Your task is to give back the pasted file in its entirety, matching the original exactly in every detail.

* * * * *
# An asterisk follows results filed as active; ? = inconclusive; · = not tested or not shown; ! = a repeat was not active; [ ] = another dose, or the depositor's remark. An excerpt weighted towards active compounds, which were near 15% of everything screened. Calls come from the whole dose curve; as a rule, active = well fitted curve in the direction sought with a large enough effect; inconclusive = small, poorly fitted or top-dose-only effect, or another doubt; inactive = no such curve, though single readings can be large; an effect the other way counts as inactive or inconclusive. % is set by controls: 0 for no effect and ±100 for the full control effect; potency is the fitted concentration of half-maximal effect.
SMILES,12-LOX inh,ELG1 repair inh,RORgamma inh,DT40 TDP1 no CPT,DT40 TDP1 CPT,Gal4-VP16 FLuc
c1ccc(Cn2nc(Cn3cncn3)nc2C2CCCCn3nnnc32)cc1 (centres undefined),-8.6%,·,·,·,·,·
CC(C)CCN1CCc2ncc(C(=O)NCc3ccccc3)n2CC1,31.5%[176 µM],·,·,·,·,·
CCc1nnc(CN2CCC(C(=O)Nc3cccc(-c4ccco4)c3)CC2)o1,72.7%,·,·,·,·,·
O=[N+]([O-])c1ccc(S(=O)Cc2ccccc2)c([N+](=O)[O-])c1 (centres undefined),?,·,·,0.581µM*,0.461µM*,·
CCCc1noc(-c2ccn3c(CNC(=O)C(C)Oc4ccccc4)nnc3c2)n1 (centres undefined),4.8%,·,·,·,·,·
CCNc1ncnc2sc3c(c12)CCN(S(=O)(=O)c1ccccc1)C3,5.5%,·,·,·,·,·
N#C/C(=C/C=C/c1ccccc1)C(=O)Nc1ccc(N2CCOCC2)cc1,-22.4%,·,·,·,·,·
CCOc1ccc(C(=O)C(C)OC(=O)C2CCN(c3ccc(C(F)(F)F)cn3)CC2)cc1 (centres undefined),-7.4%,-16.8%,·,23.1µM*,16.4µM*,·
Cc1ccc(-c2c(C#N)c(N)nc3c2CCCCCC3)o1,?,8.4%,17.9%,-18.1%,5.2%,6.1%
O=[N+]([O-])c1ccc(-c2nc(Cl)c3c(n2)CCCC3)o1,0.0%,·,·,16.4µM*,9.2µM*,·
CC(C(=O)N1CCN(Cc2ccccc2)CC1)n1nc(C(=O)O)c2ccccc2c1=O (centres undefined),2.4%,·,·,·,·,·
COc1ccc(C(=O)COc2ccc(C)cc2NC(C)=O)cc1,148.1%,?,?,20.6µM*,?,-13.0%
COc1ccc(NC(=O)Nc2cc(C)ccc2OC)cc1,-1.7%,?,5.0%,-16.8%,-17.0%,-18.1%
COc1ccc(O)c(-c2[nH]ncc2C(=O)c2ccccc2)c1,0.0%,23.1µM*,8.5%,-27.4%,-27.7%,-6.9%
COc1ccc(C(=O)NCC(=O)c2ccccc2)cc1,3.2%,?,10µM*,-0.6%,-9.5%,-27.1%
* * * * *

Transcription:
# An asterisk follows results filed as active; ? = inconclusive; · = not tested or not shown; ! = a repeat was not active; [ ] = another dose, or the depositor's remark. An excerpt weighted towards active compounds, which were near 15% of everything screened. Calls come from the whole dose curve; as a rule, active = well fitted curve in the direction sought with a large enough effect; inconclusive = small, poorly fitted or top-dose-only effect, or another doubt; inactive = no such curve, though single readings can be large; an effect the other way counts as inactive or inconclusive. % is set by controls: 0 for no effect and ±100 for the full control effect; potency is the fitted concentration of half-maximal effect.
SMILES,12-LOX inh,ELG1 repair inh,RORgamma inh,DT40 TDP1 no CPT,DT40 TDP1 CPT,Gal4-VP16 FLuc
c1ccc(Cn2nc(Cn3cncn3)nc2C2CCCCn3nnnc32)cc1 (centres undefined),-8.6%,·,·,·,·,·
CC(C)CCN1CCc2ncc(C(=O)NCc3ccccc3)n2CC1,31.5%[176 µM],·,·,·,·,·
CCc1nnc(CN2CCC(C(=O)Nc3cccc(-c4ccco4)c3)CC2)o1,72.7%,·,·,·,·,·
O=[N+]([O-])c1ccc(S(=O)Cc2ccccc2)c([N+](=O)[O-])c1 (centres undefined),?,·,·,0.581µM*,0.461µM*,·
CCCc1noc(-c2ccn3c(CNC(=O)C(C)Oc4ccccc4)nnc3c2)n1 (centres undefined),4.8%,·,·,·,·,·
CCNc1ncnc2sc3c(c12)CCN(S(=O)(=O)c1ccccc1)C3,5.5%,·,·,·,·,·
N#C/C(=C/C=C/c1ccccc1)C(=O)Nc1ccc(N2CCOCC2)cc1,-22.4%,·,·,·,·,·
CCOc1ccc(C(=O)C(C)OC(=O)C2CCN(c3ccc(C(F)(F)F)cn3)CC2)cc1 (centres undefined),-7.4%,-16.8%,·,23.1µM*,16.4µM*,·
Cc1ccc(-c2c(C#N)c(N)nc3c2CCCCCC3)o1,?,8.4%,17.9%,-18.1%,5.2%,6.1%
O=[N+]([O-])c1ccc(-c2nc(Cl)c3c(n2)CCCC3)o1,0.0%,·,·,16.4µM*,9.2µM*,·
CC(C(=O)N1CCN(Cc2ccccc2)CC1)n1nc(C(=O)O)c2ccccc2c1=O (centres undefined),2.4%,·,·,·,·,·
COc1ccc(C(=O)COc2ccc(C)cc2NC(C)=O)cc1,148.1%,?,?,20.6µM*,?,-13.0%
COc1ccc(NC(=O)Nc2cc(C)ccc2OC)cc1,-1.7%,?,5.0%,-16.8%,-17.0%,-18.1%
COc1ccc(O)c(-c2[nH]ncc2C(=O)c2ccccc2)c1,0.0%,23.1µM*,8.5%,-27.4%,-27.7%,-6.9%
COc1ccc(C(=O)NCC(=O)c2ccccc2)cc1,3.2%,?,10µM*,-0.6%,-9.5%,-27.1%